I found a food blog recently that I really like. The author lived in Japan for awhile and many of her recipes are Japanese inspired. She has two young daughters, and often writes about how her girls "inhale" the new, healthy, and delicious dishes she serves to them. Tonight I decided to try Oyakodon. It's a very traditional Japanese dish. Rice, chicken, egg - simple ingredients to make a simple Japanese meal. Here is the result:
I suppose this is funny. I'm sure I will laugh about it eventually - maybe even tomorrow. But for now, here's my full disclosure. I was MAD. Beaver is such a freaker about food. If something isn't served just as he expects it, he cries, he sobs, he screams, he won't even touch it. If the end of his banana breaks off, it's like the world is coming to an end. I told him we were having chicken and rice, but when I served it all in one bowl, boy, you would think I just served him a bowl of mud and told him to eat it. It is so frustrating to me. Honestly, look at his reaction (and the video doesn't really do it justice). All because I am trying to FEED HIM! I tried ignoring him for awhile. But when he gets mad, he often starts to throw things. He threw his chopsticks across the table, and I exploded. I try not to yell at my kids, but I sure yelled tonight. I grabbed him out of his chair, marched him upstairs and tossed him onto his bed. Then I stormed back downstairs, snatched his food off the table, threw it in the garbage, and shoved his dishes into the sink - all while Bear shrunk into his chair and peered over the top of the book he was reading. It was not my finest parenting moment.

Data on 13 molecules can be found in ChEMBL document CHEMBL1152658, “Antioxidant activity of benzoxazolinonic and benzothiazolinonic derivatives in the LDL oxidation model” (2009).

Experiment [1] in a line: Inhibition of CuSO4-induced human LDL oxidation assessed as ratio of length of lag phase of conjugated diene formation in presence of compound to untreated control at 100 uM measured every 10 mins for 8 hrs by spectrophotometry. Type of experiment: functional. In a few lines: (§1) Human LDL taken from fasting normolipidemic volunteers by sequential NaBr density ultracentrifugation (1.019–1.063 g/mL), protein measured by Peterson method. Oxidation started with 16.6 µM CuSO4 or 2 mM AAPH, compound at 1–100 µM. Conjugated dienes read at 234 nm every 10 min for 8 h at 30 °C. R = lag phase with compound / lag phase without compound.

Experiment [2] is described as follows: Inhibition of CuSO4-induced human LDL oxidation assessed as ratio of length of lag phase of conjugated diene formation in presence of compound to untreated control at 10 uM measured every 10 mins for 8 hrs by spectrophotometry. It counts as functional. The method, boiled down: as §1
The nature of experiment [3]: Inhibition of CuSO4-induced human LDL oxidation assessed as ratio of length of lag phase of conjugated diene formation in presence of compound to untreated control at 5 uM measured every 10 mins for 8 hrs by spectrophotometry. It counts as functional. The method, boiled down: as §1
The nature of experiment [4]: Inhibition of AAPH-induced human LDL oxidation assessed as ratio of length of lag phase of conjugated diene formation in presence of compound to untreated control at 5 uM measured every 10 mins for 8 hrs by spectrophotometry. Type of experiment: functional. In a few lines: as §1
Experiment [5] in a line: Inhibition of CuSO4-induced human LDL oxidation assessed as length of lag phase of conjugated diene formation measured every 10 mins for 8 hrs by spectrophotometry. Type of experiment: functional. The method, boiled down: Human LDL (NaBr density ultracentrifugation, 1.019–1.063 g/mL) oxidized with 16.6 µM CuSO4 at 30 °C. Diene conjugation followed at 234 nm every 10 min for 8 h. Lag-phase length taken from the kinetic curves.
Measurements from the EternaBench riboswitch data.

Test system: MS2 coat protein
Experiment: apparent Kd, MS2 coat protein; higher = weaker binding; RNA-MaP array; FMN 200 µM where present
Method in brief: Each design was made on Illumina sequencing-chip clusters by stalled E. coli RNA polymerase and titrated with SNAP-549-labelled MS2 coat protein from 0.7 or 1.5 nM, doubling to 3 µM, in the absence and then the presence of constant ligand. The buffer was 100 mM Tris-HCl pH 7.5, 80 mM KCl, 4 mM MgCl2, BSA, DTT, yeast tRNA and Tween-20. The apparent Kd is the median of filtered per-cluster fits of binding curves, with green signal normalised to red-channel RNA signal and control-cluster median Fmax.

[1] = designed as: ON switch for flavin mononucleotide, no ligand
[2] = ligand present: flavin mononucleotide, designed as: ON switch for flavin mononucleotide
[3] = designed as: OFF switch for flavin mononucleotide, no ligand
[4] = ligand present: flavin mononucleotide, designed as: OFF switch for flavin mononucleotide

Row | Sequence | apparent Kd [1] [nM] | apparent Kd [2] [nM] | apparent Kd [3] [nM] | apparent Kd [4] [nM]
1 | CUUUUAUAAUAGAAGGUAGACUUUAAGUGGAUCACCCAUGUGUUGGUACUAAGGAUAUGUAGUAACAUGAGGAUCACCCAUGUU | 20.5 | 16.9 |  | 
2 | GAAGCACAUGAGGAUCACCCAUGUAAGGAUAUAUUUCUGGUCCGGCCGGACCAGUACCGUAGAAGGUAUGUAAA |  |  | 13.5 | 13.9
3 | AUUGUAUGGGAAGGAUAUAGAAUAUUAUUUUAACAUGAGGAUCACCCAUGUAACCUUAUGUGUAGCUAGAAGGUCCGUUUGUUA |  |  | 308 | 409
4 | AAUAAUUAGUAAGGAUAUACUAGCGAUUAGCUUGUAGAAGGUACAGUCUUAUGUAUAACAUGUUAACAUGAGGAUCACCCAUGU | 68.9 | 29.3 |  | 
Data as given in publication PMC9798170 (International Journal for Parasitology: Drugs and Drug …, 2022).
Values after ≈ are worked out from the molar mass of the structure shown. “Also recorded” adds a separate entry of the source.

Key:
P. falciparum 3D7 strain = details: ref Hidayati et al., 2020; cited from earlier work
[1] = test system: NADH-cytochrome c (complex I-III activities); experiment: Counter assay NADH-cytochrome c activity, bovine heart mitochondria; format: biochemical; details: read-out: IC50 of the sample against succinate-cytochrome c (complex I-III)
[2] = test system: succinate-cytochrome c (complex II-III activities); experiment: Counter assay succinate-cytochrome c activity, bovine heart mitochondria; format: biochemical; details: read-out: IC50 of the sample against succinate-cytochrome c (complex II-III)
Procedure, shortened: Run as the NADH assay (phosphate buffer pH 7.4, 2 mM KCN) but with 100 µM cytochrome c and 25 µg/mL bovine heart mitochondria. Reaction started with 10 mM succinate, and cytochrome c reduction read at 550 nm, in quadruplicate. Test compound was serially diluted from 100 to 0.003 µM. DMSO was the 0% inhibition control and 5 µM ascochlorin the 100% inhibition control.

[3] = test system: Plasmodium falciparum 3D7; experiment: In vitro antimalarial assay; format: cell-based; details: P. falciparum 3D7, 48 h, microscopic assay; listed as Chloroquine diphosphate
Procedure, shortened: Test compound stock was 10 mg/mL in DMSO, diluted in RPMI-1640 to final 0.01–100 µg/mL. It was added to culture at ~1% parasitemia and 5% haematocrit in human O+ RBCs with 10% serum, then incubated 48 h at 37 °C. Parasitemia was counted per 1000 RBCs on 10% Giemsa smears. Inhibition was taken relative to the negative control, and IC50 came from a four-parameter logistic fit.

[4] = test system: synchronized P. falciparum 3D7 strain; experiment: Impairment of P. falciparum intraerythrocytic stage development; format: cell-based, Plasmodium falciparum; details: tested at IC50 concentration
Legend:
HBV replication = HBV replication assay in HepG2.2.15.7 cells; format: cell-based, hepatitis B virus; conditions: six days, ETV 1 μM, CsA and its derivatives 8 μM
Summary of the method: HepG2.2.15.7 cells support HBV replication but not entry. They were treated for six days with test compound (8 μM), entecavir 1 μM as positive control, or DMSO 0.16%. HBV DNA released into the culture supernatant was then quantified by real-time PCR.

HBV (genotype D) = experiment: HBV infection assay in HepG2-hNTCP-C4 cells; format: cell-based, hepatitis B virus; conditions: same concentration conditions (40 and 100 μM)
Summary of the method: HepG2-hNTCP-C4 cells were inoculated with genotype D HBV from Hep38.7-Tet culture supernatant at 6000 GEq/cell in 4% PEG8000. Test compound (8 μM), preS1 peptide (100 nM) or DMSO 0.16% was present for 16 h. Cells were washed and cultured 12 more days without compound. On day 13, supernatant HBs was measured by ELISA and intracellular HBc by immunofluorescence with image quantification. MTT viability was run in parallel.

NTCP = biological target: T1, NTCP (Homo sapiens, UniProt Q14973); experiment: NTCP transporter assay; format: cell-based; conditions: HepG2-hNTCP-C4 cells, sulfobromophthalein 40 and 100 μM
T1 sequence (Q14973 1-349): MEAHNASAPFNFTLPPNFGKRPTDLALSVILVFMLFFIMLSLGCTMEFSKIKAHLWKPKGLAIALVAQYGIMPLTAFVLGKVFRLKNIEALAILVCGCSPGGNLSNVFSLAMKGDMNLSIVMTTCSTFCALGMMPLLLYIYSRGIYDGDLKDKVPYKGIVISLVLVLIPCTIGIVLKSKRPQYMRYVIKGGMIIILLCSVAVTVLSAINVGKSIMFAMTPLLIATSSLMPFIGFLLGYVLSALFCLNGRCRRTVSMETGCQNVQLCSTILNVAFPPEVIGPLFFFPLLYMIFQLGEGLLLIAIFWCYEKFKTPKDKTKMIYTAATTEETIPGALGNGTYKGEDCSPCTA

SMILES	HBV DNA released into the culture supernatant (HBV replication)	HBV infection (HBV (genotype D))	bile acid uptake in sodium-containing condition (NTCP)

I went outside to cool down and to text Mike that I was ready to quit my job. Then I took a deep breath and went back inside. The thing is, this is a fight that Beaver will always win. He will get his way, or I will pay for it the rest of the night. If I left him in his room, he would fall asleep, wake up a couple of hours later, and be up half the night. I could tell him fine, he could go without dinner, but then he would be hungry and spend the evening crying and we would all be miserable. You could say, let him cry, if he gets hungry enough he will eat, but it isn't true. I remember my mom telling me once that kids will starve before they eat something they don't like, and I didn't believe her. Now I do. Maybe by Bear's age you can use that on them - by then they have enough self control to force themselves to eat something (and Bear did just that, so he escaped my wrath). But at age three, they really won't. He would have gone hungry first. So, I settled myself down, brought Beaver back downstairs, and gave him a bowl of plain rice with soy sauce and a couple of carrot sticks, which he ate up. He won.
You might suggest that it is my own fault. That kids eat what they are exposed to, and if mine won't try new things, it's because I steeped them in a traditional American diet, but it isn't true! I swear I did everything by the book! I introduced vegetables first, and I have always made a conscious effort to serve them a healthy, varied diet. It didn't work! Now, here we are in Japan and they turn up their noses at half the food that I make. I feel a little better when I remind myself that Beaver has been suspicious of food from the first bite of rice cereal that entered his mouth. Bear is another story. He was a great, adventurous eater until age five. I don't know what happened to him.
Someone say something to make me feel better. Tell me that Fujimama's spinach-eating kids are freaks, and mine are the normal ones. Tell me that I am a good cook and they are missing out. Or just tell me how you would handle such a situation. I need some daily affirmation.
Here's a secret: The oyakodon was alright, but even I didn't love it. Sigh.